The reason PaceWildenstein closed its 4-year-old gallery in Los Angeles in 1999 was that it failed “as a cultural and educational place,” wrote Arne Glimcher, Pace’s founder, in a letter to the Los Angeles Times in response to an article blaming economic conditions. Glimcher contrasted his experience in the city in contrast to New York, where “going to galleries is an integral part of cultural life.”

Today’s influx of high-level shopping galleries announcing new spaces in LA shows that the city’s cultural life has changed. Art schools and artists have long defined the Los Angeles art scene, but there are now several major contemporary art institutions in the city, a global art fair in Frieze LA, and a growing harvest of independent art spaces.

“This is the first time we have had smaller galleries, curators and art spaces doing terribly interesting work, and at the same time you can go and see the top class shows in Gagosian or Hauser & Wirth or places like that’s what, “said Bennett Roberts, co-owner of Roberts Projects. “The infrastructure has become very strong to upgrade, it can’t just disappear now.”

Joan Hailer, co-director of The Broad, a museum of contemporary art set up in downtown LA by philanthropists and collectors Eli and Edythe Broad, notes that the museum has recently acquired several works from city-based galleries, including paintings by a local artist. Seire Gomez from the François Ghebaly Gallery, which brings together observations from driving through the city’s shopping areas. “They’re great for this charm and mystery of the city,” says Hailer.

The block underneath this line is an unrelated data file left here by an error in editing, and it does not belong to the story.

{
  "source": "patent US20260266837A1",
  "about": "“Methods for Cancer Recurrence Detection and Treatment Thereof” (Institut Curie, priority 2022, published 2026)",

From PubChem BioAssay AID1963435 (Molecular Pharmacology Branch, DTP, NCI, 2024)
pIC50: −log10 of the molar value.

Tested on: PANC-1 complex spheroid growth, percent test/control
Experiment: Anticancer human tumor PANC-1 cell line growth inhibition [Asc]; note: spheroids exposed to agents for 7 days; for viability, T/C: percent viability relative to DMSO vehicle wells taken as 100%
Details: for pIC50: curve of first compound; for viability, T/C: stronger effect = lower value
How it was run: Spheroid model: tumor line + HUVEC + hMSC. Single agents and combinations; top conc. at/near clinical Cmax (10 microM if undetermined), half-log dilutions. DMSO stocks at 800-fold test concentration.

Catherine Opie. monument / monumental, 2020

Courtesy of the artist and The Broad Art Foundation, photo by Joshua White

Hayler, a Los Angeles native who worked with Ellie Broad for more than 35 years initially as director and chief curator of the Broad Art Foundation, says the philanthropist, who died in 2021, pursued a vision for the city as the international capital of the arts. Haylor can’t say for sure if this day has come, but “if you’re interested in contemporary art and you’re a collector or observer, writer or scientist, you have to come to LA – you can’t avoid it.”